SAINT-PETERSBURG, RUSSIA - APRIL 3: Health team workers and firefighters are dispatched after an explosion at a subway station in St Petersburg, Russia on April 3, 2017. At least 10 people were killed on the blast. (Photo by Sergey Mihailicenko/Anadolu Agency/Getty Images)
SAINT-PETERSBURG, RUSSIA - APRIL 3: Health team workers are dispatched after an explosion at a subway station in St Petersburg, Russia on April 3, 2017. At least 10 people were killed on the blast. (Photo by Sergey Mihailicenko/Anadolu Agency/Getty Images)
SAINT-PETERSBURG, RUSSIA - APRIL 3: Health team workers are dispatched after an explosion at a subway station in St Petersburg, Russia on April 3, 2017. At least 10 people were killed on the blast. (Photo by Sergey Mihailicenko/Anadolu Agency/Getty Images)
SAINT-PETERSBURG, RUSSIA - APRIL 3: Health team workers are dispatched after an explosion at a subway station in St Petersburg, Russia on April 3, 2017. At least 10 people were killed on the blast. (Photo by Sergey Mihailicenko/Anadolu Agency/Getty Images)
SAINT-PETERSBURG, RUSSIA - APRIL 3: Health team workers are dispatched after an explosion at a subway station in St Petersburg, Russia on April 3, 2017. At least 10 people were killed on the blast. (Photo by Sergey Mihailicenko/Anadolu Agency/Getty Images)
SAINT-PETERSBURG, RUSSIA - APRIL 3: Health team workers are dispatched after an explosion at a subway station in St Petersburg, Russia on April 3, 2017. At least 10 people were killed on the blast. (Photo by Sergey Mihailicenko/Anadolu Agency/Getty Images)
ST PETERSBURG, RUSSIA -- APRIL 3, 2017: Fire fighters at the entrance to Sennaya Ploshchad station of the St Petersburg metro in the aftermath of an explosion which occurred in a train at 14:40 Moscow time; according to Russian National Antiterrorism Committee several people were killed in the explosion. Sergei Konkov/TASS (Photo by Sergei Konkov\TASS via Getty Images)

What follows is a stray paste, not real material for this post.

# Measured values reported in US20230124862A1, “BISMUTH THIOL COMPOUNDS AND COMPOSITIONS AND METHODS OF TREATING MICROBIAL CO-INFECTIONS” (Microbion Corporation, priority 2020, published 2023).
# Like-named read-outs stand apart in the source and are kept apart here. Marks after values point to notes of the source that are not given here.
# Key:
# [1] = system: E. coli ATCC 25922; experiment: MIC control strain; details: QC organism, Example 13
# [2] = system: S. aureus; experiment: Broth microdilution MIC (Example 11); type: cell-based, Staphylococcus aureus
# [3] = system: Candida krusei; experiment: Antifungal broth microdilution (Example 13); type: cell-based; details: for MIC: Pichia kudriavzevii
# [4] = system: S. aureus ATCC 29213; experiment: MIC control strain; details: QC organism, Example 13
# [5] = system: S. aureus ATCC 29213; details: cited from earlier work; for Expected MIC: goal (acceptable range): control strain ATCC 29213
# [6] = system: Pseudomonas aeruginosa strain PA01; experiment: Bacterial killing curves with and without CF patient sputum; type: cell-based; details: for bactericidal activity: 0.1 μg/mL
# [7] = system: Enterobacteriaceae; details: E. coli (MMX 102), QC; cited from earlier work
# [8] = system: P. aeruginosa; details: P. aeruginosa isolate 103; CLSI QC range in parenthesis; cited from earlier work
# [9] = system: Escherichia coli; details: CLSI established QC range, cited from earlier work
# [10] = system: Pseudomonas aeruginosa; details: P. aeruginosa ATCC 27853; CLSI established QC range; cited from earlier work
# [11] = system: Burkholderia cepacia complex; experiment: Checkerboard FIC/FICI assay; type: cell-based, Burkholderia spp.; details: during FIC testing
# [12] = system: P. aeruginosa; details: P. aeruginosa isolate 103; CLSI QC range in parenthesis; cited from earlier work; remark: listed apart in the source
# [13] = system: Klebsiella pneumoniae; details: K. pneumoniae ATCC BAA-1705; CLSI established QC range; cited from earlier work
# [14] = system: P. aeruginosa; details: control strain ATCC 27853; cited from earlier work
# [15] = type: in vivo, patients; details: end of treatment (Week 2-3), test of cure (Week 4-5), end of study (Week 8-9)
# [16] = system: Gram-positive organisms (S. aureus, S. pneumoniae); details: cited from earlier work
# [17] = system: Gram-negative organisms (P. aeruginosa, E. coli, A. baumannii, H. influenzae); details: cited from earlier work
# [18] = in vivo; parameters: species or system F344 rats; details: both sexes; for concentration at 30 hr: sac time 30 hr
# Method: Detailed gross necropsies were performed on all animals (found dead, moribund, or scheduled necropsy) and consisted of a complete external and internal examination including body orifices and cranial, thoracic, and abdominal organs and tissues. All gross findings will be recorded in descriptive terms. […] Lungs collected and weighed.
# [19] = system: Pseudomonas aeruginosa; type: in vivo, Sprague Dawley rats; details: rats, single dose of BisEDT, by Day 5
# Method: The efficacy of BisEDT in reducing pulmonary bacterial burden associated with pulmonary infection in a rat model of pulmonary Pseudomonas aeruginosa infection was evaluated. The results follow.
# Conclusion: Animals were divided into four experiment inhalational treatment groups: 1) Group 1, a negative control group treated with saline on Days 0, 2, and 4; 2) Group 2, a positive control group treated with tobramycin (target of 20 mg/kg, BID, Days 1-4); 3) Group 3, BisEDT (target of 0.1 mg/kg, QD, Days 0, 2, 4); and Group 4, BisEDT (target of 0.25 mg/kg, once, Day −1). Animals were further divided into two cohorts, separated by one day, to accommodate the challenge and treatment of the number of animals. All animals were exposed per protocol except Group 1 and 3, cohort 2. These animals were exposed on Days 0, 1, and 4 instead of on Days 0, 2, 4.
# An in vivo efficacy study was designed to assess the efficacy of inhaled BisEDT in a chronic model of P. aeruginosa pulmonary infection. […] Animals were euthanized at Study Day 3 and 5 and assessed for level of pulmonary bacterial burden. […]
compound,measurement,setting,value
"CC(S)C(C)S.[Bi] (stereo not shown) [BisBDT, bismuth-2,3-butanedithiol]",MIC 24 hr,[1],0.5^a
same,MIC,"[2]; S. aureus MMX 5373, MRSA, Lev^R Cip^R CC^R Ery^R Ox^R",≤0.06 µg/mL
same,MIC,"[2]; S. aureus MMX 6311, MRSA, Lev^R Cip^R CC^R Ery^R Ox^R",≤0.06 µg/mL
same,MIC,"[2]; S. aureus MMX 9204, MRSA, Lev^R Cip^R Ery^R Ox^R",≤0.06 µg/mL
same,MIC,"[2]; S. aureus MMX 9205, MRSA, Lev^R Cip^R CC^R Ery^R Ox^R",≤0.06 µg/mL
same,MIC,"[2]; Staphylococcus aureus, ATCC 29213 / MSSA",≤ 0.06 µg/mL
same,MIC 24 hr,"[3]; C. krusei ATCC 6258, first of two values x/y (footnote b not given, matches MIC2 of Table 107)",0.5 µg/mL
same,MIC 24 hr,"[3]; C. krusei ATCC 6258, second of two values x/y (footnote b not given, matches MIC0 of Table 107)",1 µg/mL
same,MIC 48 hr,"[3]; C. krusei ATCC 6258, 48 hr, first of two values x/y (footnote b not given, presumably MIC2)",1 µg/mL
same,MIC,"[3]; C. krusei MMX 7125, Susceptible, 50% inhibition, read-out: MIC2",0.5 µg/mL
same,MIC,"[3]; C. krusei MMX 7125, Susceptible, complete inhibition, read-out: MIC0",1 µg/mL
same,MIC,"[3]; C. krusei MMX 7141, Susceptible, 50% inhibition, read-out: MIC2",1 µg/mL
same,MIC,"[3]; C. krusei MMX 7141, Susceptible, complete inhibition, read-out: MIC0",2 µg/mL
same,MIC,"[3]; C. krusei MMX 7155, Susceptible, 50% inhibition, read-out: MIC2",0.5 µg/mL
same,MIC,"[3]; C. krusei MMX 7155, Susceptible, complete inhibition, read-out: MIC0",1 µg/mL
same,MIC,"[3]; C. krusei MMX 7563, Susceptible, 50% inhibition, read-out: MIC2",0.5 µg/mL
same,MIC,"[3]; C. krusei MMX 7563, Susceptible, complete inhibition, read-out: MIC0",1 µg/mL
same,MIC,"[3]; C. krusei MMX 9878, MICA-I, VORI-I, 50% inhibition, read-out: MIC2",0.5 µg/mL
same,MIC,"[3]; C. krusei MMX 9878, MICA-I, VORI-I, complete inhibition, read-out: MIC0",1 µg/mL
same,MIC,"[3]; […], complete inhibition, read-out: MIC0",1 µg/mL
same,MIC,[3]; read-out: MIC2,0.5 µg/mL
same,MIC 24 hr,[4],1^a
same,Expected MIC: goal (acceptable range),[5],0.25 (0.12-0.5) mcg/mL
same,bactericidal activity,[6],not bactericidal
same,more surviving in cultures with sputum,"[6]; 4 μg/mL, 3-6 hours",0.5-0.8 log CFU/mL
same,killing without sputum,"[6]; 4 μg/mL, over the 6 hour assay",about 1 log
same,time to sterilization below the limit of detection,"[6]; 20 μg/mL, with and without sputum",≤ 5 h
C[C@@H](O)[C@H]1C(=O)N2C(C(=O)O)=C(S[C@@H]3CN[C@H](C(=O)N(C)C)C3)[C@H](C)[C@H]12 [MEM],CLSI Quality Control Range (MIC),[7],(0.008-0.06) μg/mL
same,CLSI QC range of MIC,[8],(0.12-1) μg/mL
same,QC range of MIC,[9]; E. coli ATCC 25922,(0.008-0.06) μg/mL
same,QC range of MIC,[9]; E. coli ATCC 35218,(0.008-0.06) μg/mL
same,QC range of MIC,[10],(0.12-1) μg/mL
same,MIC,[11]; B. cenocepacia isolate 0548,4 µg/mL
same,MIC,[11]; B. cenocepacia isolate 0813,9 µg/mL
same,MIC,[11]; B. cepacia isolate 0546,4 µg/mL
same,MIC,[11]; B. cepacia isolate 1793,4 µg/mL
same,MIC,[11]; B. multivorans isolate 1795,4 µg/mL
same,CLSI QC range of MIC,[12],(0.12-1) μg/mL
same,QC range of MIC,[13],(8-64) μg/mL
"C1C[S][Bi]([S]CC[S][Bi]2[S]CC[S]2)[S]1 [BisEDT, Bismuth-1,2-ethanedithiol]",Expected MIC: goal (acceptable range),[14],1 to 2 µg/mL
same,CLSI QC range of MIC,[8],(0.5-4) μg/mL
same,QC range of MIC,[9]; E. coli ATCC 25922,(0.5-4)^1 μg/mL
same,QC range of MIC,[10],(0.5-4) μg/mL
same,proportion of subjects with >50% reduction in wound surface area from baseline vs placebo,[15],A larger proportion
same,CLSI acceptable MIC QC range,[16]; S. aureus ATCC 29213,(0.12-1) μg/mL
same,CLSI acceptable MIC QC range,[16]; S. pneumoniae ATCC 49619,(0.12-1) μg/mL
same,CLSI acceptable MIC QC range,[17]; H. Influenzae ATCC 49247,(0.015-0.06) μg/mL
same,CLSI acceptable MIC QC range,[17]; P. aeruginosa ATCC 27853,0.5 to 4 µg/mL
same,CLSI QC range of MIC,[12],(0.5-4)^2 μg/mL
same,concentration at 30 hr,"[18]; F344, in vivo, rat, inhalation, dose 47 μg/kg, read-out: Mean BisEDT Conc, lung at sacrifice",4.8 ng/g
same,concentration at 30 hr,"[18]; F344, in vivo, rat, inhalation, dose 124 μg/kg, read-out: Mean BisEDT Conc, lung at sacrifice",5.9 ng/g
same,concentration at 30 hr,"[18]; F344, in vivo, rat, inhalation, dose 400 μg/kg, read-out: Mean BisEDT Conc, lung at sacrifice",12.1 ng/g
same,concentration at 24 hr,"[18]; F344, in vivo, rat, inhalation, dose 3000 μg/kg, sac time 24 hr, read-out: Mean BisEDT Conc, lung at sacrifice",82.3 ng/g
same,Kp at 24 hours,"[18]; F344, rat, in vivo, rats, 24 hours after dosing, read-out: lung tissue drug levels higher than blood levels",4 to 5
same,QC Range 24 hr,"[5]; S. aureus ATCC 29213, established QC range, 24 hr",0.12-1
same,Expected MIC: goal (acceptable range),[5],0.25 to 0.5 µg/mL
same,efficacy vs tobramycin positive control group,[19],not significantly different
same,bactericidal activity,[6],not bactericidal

ST PETERSBURG, RUSSIA -- APRIL 3, 2017: Emergency service vehicles at the entrance to Tekhnologichesky Institut station of the St Petersburg metro in the aftermath of an explosion which occurred in a train at 14:40 Moscow time; according to Russian National Antiterrorism Committee several people were killed in the explosion. Sergei Konkov/TASS (Photo by Sergei Konkov\TASS via Getty Images)
ST PETERSBURG, RUSSIA -- APRIL 3, 2017: Fire fighters and ambulances at the entrance to Sennaya Ploshchad station of the St Petersburg metro in the aftermath of an explosion which occurred in a train at 14:40 Moscow time; according to Russian National Antiterrorism Committee several people were killed in the explosion. Sergei Konkov/TASS (Photo by Sergei Konkov\TASS via Getty Images)
ST PETERSBURG, RUSSIA -- APRIL 3, 2017: Emergency service workers and ambulance workers at the entrance to Tekhnologichesky Institut station of the St Petersburg metro in the aftermath of an explosion which occurred in a train at 14:40 Moscow time; according to Russian National Antiterrorism Committee several people were killed in the explosion. Sergei Konkov/TASS (Photo by Sergei Konkov\TASS via Getty Images)
ST PETERSBURG, RUSSIA -- APRIL 3, 2017: Ambulance worker at the entrance to Tekhnologichesky Institut station of the St Petersburg metro in the aftermath of an explosion which occurred in a train at 14:40 Moscow time; according to Russian National Antiterrorism Committee several people were killed in the explosion. Sergei Konkov/TASS (Photo by Sergei Konkov\TASS via Getty Images)